BILLINGS - A crowd of more than 200 people, many of them veterans or active duty Navy and Marine Corps personnel, welcomed Navy Secretary Ray Mabus to MetraPark on Wednesday as he performed one of what he calls “my coolest official duties” — the naming of a pair of naval vessels.
To loud applause, Mabus unveiled renderings of the USS Billings, a littoral combat ship, and the USS Montana, a Virginia-class attack submarine, during a 35-minute ceremony that also featured U.S. Sen. Jon Tester and Gov. Steve Bullock.
Littoral means close to the shore.
Each of the dignitaries received a hat featuring one of the to-be-constructed vessels and the chance to sign the drawings.
“It is unusual for a Secretary of the Navy to come to a state not real close to the ocean,” said Mabus, who’s worked in his position since 2009. People identify beautiful vistas and big skies when they think of Montana, he said, and “sailors and marines are not the top of what you think about.”
But in just a few years, he noted, the two vessels “are going to be in the fleet for decades, defending America and representing our interests” all over the globe.
“We were two in the hole with Montana,” he said, recounting previous failed efforts to count a USS Montana as part of the nation’s fleet. “We needed to get even.”
Mabus said the submarines cost about $2 billion apiece, but the nation is getting 10 of them for $19 billion. “It’s kind of like having one of those punch cards,” he joked. “Buy nine submarines and get the 10th one free.”
Because of competition and cost-containment improvements, he said the price tag of the littoral combat ships, which patrol waters close to shore and can serve humanitarian missions, has been reduced from $548 million apiece to $337 million.
Mabus praised the efforts of Tester’s wife, Sharla, who will be a sponsor of the USS Billings and plans to be present when the submarine is commissioned.
As each new captain takes charge of that ship, he said, she will be among the captain’s first telephone contacts.
“May God bless those who sail on the USS Montana and on the USS Billings,” said Mabus, himself a former naval officer, ambassador and governor of Mississippi.
Mayor Tom Hanel, who introduced Mabus, told the crowd they were about “to experience the making of history in the city of Billings, state of Montana and the United States of America. To those who paid the ultimate sacrifice,” the mayor told the crowd, “this day is for you.”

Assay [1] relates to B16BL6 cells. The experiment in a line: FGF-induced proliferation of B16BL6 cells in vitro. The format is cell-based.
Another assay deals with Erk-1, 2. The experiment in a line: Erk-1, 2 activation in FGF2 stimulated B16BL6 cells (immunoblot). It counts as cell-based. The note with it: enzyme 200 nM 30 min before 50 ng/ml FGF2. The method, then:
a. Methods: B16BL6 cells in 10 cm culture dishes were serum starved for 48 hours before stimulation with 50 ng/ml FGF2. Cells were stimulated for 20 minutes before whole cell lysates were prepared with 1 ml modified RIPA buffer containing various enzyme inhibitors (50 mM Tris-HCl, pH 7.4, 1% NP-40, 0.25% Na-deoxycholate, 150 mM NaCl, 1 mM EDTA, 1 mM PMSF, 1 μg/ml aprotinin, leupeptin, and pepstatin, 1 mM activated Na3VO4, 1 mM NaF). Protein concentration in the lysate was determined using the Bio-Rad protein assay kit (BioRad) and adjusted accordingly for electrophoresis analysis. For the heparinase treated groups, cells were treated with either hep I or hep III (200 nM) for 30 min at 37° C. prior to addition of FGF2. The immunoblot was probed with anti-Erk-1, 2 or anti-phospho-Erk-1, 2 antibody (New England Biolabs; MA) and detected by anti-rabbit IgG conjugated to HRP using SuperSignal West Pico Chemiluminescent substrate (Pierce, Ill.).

Bullock thanked Mabus for “making up for the failures of history” with his Wednesday announcement.
“This celebration should make everyone in Billings and Montana proud,” Bullock said, calling the new vessels “enduring reminders of the service and sacrifice” made by “generations of Montanans” who “have always been first in line to volunteer for service. It’s part of our DNA.”
Tester praised the naming of the USS Montana because, like Montanans, “you know it will be dependable and up to the task.” If the two vessels “are anything like their namesakes, they’ll serve this nation for decades,” Tester said.
With his wife as its sponsor, the USS Billings “will be one tough ship,” he said, “and believe me, I speak from experience.”
Zack Gambill, U.S. Rep. Ryan Zinke’s director of veterans services, read a letter from Zinke, a 23-year Navy SEAL, in Zinke’s absence.
“I know the power of these ships and boats, as well as their importance to the U.S. Navy’s mission,” Zinke wrote.
Montana’s lone Member of Congress called it appropriate that the vessels be named to honor Billings and Montana “because, like the people of Montana, they are resilient, versatile, help their neighbors in times of need, and these are true warriors, like the people of the nearby Crow Nation.”
Following the ceremony, as she waited to greet Mabus, Cathy Evans of Billings, president of the VFW Post 6774 Auxiliary, said the event gave her goosebumps and made her heart flutter.
“I learned a lot today” about Navy operations and military pride, she said. “It’s not something I had thought about a lot.”
Before boarding a military jet that would take him to Ames, Iowa, where he would announce the naming of the USS Iowa Wednesday afternoon, Mabus told an impromptu press conference that U.S. sailors are sometimes “the only Americans that foreigners will ever see.” Those stepping off the USS Montana, he said, will have the chance to tell those people they meet what they know and admire about the Treasure State.
While his own naval service was decades ago, that service continues to inform his work in the Navy’s top job, Mabus said.
“I know what it’s like to go to sea on an extended deployment,” he said. The commitment that sailors and marines give when they agree to serve, he said, “is the edge we have, and nobody can match our edge.”